In May 2015, Jesse “Sam” Sammis submitted an application to develop over one million square feet of office, residential, and industrial space on prime farmland at Exit 4 in Randolph, Vermont. Beyond having some of the best agricultural soils in the state, this land is the gateway to Randolph and provides incredible views that are a point of pride for the community.
VNRC, along with partners the Conservation Law Foundation (CLF), the Preservation Trust of Vermont (PTV), and Exit 4 Open Space (E4OS), banded together and intervened in the Act 250 permit process to fight this sprawling development. After four hearings Mr. Sammis withdrew his application and approached us to discuss other options.
Nearly two years later, VNRC and these same partners were given an opportunity to permanently conserve the land at Exit 4 for farming, views, and the community, by raising $1 million in just one month to purchase 22 acres. Thanks to hundreds of generous Vermonters and the hard work of this partnership, in the summer of 2017 VNRC reached our one million dollar goal.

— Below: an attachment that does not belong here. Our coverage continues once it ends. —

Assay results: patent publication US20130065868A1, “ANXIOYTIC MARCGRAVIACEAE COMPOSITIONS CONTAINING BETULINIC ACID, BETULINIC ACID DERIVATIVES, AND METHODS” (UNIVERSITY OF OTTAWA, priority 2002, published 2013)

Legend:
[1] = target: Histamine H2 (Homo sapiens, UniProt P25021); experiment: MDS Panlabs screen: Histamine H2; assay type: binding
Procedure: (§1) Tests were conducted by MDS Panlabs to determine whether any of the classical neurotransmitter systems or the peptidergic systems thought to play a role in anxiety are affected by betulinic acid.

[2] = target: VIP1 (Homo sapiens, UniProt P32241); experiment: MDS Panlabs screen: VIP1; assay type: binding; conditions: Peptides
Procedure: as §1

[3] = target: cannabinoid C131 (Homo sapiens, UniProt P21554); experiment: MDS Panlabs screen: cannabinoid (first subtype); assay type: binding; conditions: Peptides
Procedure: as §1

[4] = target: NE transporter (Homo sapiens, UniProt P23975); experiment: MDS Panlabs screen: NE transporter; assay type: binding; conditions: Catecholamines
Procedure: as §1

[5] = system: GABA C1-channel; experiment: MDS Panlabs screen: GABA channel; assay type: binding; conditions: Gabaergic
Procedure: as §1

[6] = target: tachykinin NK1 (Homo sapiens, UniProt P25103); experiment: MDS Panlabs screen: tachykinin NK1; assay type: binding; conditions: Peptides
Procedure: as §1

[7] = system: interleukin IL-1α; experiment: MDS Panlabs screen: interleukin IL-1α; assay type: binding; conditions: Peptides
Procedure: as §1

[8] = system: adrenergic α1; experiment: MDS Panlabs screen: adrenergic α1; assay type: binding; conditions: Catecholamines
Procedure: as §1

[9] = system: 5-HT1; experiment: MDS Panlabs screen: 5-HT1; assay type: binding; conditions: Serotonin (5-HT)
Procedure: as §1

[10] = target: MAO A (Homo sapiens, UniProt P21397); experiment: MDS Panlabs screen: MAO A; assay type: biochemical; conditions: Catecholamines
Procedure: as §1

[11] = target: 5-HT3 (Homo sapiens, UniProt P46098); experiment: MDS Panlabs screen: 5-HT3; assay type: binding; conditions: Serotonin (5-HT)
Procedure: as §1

When added to the 150 acres that the Castanea Foundation, a private operating foundation that works to protect Vermont’s working landscapes, purchased to sell to a farmer, a total of 172 acres of vulnerable land was protected from development and kept in agricultural use. Together, as the result of a massive effort and fundraising campaign, we saved Exit 4.
Did you know?
In 1999 a sculpture by Jim Sardonis called “Reverence,” colloquially known as “Whales’ Tails,” was moved from its original home off Exit 4 in Randolph to South Burlington when the land was sold to developers. In 2019, two years after VNRC helped save the farmland around Exit 4, the sculpture’s original birthplace got another chance with the installation of “Whale Dance,” thanks to work by the Preservation Trust of Vermont and the Vermont Community Foundation. Now there’s an inspired ending!
Group photo: Marjorie Ryerson. Whale Dance: Colin Keegan.